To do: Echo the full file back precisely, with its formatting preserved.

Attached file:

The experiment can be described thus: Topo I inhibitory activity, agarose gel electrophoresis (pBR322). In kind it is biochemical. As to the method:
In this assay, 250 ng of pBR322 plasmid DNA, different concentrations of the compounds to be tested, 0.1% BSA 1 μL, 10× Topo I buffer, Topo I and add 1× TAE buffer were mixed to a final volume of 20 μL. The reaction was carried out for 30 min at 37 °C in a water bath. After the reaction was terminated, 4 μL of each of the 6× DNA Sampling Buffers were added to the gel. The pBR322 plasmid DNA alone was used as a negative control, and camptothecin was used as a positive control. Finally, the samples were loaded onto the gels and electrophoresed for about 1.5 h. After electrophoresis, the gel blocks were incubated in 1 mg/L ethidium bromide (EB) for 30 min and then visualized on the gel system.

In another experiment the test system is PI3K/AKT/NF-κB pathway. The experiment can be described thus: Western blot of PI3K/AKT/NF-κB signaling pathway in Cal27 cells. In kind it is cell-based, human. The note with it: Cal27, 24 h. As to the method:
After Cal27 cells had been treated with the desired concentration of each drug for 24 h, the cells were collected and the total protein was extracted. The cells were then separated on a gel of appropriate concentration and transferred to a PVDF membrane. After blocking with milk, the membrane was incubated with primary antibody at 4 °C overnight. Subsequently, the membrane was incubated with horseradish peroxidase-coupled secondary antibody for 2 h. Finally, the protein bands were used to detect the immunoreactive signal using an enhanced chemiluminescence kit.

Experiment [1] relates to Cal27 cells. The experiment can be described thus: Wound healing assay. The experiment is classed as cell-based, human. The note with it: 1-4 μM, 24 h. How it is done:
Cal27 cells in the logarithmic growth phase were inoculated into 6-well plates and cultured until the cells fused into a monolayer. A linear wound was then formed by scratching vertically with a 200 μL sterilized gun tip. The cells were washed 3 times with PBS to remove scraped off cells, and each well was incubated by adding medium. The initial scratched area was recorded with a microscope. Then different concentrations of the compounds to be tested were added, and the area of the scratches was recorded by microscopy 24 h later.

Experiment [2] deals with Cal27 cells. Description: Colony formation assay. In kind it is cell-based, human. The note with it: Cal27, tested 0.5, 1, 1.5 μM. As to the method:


The experiment can be described thus: Topo I inhibitory activity, agarose gel electrophoresis (pBR322). In kind it is biochemical. As to the method:
In this assay, 250 ng of pBR322 plasmid DNA, different concentrations of the compounds to be tested, 0.1% BSA 1 μL, 10× Topo I buffer, Topo I and add 1× TAE buffer were mixed to a final volume of 20 μL. The reaction was carried out for 30 min at 37 °C in a water bath. After the reaction was terminated, 4 μL of each of the 6× DNA Sampling Buffers were added to the gel. The pBR322 plasmid DNA alone was used as a negative control, and camptothecin was used as a positive control. Finally, the samples were loaded onto the gels and electrophoresed for about 1.5 h. After electrophoresis, the gel blocks were incubated in 1 mg/L ethidium bromide (EB) for 30 min and then visualized on the gel system.

In another experiment the test system is PI3K/AKT/NF-κB pathway. The experiment can be described thus: Western blot of PI3K/AKT/NF-κB signaling pathway in Cal27 cells. In kind it is cell-based, human. The note with it: Cal27, 24 h. As to the method:
After Cal27 cells had been treated with the desired concentration of each drug for 24 h, the cells were collected and the total protein was extracted. The cells were then separated on a gel of appropriate concentration and transferred to a PVDF membrane. After blocking with milk, the membrane was incubated with primary antibody at 4 °C overnight. Subsequently, the membrane was incubated with horseradish peroxidase-coupled secondary antibody for 2 h. Finally, the protein bands were used to detect the immunoreactive signal using an enhanced chemiluminescence kit.

Experiment [1] relates to Cal27 cells. The experiment can be described thus: Wound healing assay. The experiment is classed as cell-based, human. The note with it: 1-4 μM, 24 h. How it is done:
Cal27 cells in the logarithmic growth phase were inoculated into 6-well plates and cultured until the cells fused into a monolayer. A linear wound was then formed by scratching vertically with a 200 μL sterilized gun tip. The cells were washed 3 times with PBS to remove scraped off cells, and each well was incubated by adding medium. The initial scratched area was recorded with a microscope. Then different concentrations of the compounds to be tested were added, and the area of the scratches was recorded by microscopy 24 h later.

Experiment [2] deals with Cal27 cells. Description: Colony formation assay. In kind it is cell-based, human. The note with it: Cal27, tested 0.5, 1, 1.5 μM. As to the method: